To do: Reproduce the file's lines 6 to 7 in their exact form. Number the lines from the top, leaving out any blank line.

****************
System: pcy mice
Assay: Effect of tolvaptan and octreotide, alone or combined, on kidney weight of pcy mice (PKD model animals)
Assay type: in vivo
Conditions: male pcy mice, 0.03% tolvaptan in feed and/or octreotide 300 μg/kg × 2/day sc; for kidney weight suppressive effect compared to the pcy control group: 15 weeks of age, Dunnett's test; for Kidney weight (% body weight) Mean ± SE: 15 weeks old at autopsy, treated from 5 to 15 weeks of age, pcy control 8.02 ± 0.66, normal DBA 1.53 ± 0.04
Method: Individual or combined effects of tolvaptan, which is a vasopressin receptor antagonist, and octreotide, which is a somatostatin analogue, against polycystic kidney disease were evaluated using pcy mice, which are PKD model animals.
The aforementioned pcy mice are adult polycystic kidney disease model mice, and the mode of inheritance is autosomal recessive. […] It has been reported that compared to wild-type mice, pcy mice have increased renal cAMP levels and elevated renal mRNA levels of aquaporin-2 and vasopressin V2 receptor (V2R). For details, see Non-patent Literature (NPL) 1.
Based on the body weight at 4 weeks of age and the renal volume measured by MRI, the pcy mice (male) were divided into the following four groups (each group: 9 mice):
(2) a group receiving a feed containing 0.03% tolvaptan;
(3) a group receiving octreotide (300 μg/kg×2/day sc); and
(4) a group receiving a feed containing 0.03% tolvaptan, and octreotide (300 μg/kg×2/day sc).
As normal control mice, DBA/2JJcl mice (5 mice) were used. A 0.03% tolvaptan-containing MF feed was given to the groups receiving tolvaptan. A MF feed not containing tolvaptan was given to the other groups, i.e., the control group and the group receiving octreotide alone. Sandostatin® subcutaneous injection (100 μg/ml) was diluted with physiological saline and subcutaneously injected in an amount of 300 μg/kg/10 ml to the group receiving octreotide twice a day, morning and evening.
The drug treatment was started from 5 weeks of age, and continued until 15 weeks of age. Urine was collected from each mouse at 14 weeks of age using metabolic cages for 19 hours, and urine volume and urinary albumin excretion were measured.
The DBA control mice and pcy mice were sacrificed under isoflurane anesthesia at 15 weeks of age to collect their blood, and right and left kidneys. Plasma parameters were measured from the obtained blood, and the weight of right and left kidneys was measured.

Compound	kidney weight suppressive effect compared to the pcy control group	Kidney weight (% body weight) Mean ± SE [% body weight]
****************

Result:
The aforementioned pcy mice are adult polycystic kidney disease model mice, and the mode of inheritance is autosomal recessive. […] It has been reported that compared to wild-type mice, pcy mice have increased renal cAMP levels and elevated renal mRNA levels of aquaporin-2 and vasopressin V2 receptor (V2R). For details, see Non-patent Literature (NPL) 1.
Based on the body weight at 4 weeks of age and the renal volume measured by MRI, the pcy mice (male) were divided into the following four groups (each group: 9 mice):